Soldiers who stand guard at the Anıtkabir, the mausoleum of Turkey's founding leader Mustafa Kemal Atatürk in Ankara, undergo a meticulous selection and training process to perform their tough ceremonial role before dignitaries and millions of visitors.
The vast complex in the heart of the Turkish capital is administered by the Turkish General Staff’s Anıtkabir Command, which includes the Guard and Ceremony Company.
There are many requirements for these guards, who are specially selected from among the volunteers of the training units of Turkey’s land, air and naval forces, including being at least 1.8 meters (5.9 feet) tall and not having tattoos or scars on the visible parts of their bodies.
The guards who pass the first examination undergo rigorous training such as endurance testing and walking long distances. “During the selection phase, we pay attention that our soldiers have proper diction and do not have any physical or psychological problems,” Air Force Infantry 1st Lt. Murat Yıldız explained.
“Besides the physical examinations, we meticulously choose the privates who can internalize the moral value of the duties and ceremonies,” he added. The guards stand motionless during their one-hour watch in seven different areas of the mausoleum. If ceremonies are to be held in Anıtkabir, the number of guards is increased according to the requirements of the ceremony.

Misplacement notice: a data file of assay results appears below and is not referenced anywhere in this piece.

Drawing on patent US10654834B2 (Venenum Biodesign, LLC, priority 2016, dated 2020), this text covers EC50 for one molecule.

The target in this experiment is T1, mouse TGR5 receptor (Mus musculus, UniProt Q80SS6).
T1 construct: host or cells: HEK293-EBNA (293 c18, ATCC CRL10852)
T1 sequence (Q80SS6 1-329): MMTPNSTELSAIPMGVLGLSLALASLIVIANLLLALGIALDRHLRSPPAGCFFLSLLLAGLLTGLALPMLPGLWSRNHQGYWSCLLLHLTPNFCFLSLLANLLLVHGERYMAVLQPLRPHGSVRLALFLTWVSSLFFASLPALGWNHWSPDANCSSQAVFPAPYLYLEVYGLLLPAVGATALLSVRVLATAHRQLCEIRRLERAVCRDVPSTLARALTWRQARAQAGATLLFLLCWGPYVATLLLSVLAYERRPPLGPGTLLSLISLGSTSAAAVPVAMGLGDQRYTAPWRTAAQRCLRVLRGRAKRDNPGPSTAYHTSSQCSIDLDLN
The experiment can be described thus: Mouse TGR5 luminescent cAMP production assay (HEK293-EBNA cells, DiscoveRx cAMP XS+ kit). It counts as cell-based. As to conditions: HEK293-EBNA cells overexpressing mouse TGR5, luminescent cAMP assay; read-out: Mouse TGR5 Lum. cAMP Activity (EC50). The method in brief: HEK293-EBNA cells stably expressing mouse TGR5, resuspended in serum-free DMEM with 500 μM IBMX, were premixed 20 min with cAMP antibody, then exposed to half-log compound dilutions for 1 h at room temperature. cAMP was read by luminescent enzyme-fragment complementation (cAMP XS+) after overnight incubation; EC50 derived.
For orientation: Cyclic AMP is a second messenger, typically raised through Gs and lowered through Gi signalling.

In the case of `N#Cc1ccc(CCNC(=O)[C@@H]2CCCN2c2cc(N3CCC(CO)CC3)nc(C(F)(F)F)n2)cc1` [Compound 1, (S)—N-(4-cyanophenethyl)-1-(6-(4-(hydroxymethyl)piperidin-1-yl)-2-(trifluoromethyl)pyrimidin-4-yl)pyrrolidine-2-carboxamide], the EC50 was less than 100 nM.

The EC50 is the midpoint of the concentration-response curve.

One of the soldiers on the guard duty in Anıtkabir said, "You know, there are some moments that you cannot put into words, serving in Anıtkabir is one of them. It is a different source of pride to serve before our founding father.”
People who visit the mausoleum take photos with the motionless guards while watching them in admiration. The change of guards also arouses great interest among local and foreign visitors.
Anıtkabir is visited by millions of visitors every year. Thousands of people wishing to pay their respects to Turkey’s founding leader visit the mausoleum on his death anniversary on Nov. 10. Last year alone, more than 2 million people visited the complex, whereas pre-pandemic annual visitor numbers were well over 5 million to 6 million.
The complex also houses ceremonies for official holidays and other important occasions, as well as visits from foreign dignitaries who are in Ankara for official visits.